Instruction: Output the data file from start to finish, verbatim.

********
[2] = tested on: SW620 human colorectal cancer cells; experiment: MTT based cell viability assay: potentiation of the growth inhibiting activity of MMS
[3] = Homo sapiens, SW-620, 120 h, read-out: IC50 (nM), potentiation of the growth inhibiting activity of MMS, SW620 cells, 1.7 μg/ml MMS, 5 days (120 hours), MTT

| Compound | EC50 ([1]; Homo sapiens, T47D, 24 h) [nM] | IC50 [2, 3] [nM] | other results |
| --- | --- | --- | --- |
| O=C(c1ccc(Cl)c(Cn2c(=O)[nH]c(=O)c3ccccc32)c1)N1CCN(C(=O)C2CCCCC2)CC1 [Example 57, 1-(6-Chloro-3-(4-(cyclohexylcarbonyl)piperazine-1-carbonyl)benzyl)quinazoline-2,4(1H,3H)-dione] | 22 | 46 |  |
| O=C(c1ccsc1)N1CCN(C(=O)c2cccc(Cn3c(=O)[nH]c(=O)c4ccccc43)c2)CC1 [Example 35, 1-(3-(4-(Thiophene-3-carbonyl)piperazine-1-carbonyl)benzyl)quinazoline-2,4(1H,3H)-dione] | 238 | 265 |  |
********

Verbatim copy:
[2] = tested on: SW620 human colorectal cancer cells; experiment: MTT based cell viability assay: potentiation of the growth inhibiting activity of MMS
[3] = Homo sapiens, SW-620, 120 h, read-out: IC50 (nM), potentiation of the growth inhibiting activity of MMS, SW620 cells, 1.7 μg/ml MMS, 5 days (120 hours), MTT

| Compound | EC50 ([1]; Homo sapiens, T47D, 24 h) [nM] | IC50 [2, 3] [nM] | other results |
| --- | --- | --- | --- |
| O=C(c1ccc(Cl)c(Cn2c(=O)[nH]c(=O)c3ccccc32)c1)N1CCN(C(=O)C2CCCCC2)CC1 [Example 57, 1-(6-Chloro-3-(4-(cyclohexylcarbonyl)piperazine-1-carbonyl)benzyl)quinazoline-2,4(1H,3H)-dione] | 22 | 46 |  |
| O=C(c1ccsc1)N1CCN(C(=O)c2cccc(Cn3c(=O)[nH]c(=O)c4ccccc43)c2)CC1 [Example 35, 1-(3-(4-(Thiophene-3-carbonyl)piperazine-1-carbonyl)benzyl)quinazoline-2,4(1H,3H)-dione] | 238 | 265 |  |